The most famous source of information about Megabyzus' role in Darius' accession is the second part of the third book of the Histories by the Greek researcher Herodotus (fifth century BCE). That Megabyzus was involved in the killing of Gaumâta is confirmed by another source, the Behistun inscription; this inscription also tells us the name of Megabyzus' father, Dâtuvahya.
Herodotus adds that after the murder, the seven conspirators discussed the future constitution of Persia, and that Megabyzus argued that an oligarchy was the best way to govern the Achaemenid empire. Otanes argued for democracy and Darius for monarchy. Probably, there was indeed a discussion, but about another question: was Persia to have a centralized government or was it to be a loosely organized federation?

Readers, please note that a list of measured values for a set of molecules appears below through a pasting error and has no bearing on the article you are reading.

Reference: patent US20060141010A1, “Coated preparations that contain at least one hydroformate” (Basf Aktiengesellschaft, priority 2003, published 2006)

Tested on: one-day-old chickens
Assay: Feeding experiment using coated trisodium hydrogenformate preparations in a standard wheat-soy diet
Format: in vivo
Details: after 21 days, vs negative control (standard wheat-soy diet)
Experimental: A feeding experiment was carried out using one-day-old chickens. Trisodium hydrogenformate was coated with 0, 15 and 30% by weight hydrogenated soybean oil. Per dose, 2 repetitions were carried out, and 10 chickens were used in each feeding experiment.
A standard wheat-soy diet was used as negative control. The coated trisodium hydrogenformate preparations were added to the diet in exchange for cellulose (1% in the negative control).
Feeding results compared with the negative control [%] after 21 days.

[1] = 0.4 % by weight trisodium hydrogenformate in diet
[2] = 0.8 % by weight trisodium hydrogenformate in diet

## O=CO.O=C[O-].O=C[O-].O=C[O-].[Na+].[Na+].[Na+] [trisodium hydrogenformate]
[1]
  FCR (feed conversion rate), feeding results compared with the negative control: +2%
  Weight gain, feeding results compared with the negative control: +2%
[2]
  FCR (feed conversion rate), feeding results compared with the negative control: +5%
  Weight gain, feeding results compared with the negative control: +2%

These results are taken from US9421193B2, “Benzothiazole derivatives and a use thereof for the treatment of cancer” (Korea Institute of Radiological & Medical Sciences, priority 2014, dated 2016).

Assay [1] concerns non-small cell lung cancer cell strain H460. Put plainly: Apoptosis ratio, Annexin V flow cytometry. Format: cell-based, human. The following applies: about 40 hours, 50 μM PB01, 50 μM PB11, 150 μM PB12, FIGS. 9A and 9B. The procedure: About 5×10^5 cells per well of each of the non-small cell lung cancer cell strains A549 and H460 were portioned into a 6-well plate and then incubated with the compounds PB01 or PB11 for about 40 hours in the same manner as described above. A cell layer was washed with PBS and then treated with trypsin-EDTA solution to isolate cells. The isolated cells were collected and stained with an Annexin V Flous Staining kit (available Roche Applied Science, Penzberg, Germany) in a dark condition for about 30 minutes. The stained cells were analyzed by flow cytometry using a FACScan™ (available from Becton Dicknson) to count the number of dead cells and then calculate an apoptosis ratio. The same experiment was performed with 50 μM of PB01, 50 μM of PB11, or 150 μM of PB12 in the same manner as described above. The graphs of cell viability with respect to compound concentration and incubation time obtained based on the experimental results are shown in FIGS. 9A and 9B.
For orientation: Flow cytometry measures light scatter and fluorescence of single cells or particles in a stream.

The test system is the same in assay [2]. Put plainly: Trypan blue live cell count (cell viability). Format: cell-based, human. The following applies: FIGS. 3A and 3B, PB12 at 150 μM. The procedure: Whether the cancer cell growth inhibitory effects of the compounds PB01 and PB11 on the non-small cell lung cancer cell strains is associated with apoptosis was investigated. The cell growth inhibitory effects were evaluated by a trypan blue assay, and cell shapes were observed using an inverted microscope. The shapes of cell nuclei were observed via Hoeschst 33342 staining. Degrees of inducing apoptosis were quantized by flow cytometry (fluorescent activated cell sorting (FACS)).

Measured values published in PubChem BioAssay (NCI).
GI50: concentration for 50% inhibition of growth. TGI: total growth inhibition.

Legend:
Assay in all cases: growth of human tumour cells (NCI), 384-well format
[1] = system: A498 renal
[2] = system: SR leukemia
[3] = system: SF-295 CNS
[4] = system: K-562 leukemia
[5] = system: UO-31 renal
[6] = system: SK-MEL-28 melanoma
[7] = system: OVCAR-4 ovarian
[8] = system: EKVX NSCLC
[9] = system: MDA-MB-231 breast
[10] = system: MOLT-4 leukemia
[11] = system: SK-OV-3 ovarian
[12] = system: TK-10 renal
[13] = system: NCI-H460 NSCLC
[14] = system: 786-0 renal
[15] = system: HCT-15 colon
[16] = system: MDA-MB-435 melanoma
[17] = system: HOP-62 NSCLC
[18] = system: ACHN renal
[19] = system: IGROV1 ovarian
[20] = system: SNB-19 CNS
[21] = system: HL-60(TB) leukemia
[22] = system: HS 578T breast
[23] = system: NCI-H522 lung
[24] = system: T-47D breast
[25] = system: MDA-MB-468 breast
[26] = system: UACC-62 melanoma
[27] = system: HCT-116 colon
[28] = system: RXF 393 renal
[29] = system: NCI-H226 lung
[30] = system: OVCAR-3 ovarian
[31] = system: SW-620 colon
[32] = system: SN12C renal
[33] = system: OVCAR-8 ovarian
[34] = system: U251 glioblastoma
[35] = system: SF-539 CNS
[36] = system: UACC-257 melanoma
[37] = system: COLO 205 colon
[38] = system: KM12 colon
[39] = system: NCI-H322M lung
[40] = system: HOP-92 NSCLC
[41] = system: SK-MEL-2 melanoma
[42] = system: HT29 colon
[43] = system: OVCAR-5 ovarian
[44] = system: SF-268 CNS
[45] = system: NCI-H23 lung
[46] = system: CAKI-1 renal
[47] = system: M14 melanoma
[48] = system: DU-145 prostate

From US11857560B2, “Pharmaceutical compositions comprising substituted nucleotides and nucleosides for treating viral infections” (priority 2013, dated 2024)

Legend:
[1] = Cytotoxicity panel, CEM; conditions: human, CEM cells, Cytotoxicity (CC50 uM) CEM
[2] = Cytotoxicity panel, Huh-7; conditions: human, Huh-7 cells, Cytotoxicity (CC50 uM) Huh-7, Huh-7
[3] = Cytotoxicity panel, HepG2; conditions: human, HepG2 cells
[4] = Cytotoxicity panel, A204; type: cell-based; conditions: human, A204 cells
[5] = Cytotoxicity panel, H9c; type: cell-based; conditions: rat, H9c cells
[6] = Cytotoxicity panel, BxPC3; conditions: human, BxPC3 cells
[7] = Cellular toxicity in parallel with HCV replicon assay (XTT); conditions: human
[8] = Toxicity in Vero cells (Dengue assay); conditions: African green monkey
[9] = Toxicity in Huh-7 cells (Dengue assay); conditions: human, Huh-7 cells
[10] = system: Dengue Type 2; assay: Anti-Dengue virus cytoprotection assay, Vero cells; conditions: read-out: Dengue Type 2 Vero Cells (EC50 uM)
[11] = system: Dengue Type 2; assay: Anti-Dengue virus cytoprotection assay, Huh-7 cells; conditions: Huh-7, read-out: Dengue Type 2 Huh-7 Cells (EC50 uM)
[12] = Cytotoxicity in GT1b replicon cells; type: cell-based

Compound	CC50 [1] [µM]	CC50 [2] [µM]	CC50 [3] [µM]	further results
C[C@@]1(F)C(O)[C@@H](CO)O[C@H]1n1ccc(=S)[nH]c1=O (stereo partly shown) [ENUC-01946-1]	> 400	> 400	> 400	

The Athenian historian Xenophon (c.430-c.355) tells us in his vie romancée of Cyrus the Great that Megabyzus was satrap of Arabia, but this is extremely unlikely.
According to Herodotus, Megabyzus had a son named Zopyrus who played an important role in the suppression of a Babylonian rebellion. Two revolts are known (one led by Nidintu-Bêl and one led by Arakha) but it is impossible to fit Herodotus' story within the historical framework. Zopyrus' son was also called Megabyzus; he was one of the most important Persian commanders in the first half of the fifth century BCE.